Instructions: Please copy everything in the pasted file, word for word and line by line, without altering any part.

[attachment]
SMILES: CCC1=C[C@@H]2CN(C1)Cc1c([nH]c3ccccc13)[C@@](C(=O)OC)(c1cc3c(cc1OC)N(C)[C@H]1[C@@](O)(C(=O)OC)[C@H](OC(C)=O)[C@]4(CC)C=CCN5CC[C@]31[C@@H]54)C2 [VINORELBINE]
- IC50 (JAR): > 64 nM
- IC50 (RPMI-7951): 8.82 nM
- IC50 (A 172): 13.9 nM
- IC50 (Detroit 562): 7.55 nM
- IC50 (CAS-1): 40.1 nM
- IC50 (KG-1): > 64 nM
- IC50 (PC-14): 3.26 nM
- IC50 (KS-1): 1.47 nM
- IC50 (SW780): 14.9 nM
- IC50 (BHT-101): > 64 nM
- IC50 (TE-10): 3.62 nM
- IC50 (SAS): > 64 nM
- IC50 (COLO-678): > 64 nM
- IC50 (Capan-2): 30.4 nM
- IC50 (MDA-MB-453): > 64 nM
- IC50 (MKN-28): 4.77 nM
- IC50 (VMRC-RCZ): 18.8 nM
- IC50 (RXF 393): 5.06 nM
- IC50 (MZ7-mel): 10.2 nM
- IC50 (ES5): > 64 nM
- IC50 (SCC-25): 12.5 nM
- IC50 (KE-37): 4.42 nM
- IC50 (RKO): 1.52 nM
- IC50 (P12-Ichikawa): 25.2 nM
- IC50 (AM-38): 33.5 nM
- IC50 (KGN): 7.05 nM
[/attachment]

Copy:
SMILES: CCC1=C[C@@H]2CN(C1)Cc1c([nH]c3ccccc13)[C@@](C(=O)OC)(c1cc3c(cc1OC)N(C)[C@H]1[C@@](O)(C(=O)OC)[C@H](OC(C)=O)[C@]4(CC)C=CCN5CC[C@]31[C@@H]54)C2 [VINORELBINE]
- IC50 (JAR): > 64 nM
- IC50 (RPMI-7951): 8.82 nM
- IC50 (A 172): 13.9 nM
- IC50 (Detroit 562): 7.55 nM
- IC50 (CAS-1): 40.1 nM
- IC50 (KG-1): > 64 nM
- IC50 (PC-14): 3.26 nM
- IC50 (KS-1): 1.47 nM
- IC50 (SW780): 14.9 nM
- IC50 (BHT-101): > 64 nM
- IC50 (TE-10): 3.62 nM
- IC50 (SAS): > 64 nM
- IC50 (COLO-678): > 64 nM
- IC50 (Capan-2): 30.4 nM
- IC50 (MDA-MB-453): > 64 nM
- IC50 (MKN-28): 4.77 nM
- IC50 (VMRC-RCZ): 18.8 nM
- IC50 (RXF 393): 5.06 nM
- IC50 (MZ7-mel): 10.2 nM
- IC50 (ES5): > 64 nM
- IC50 (SCC-25): 12.5 nM
- IC50 (KE-37): 4.42 nM
- IC50 (RKO): 1.52 nM
- IC50 (P12-Ichikawa): 25.2 nM
- IC50 (AM-38): 33.5 nM
- IC50 (KGN): 7.05 nM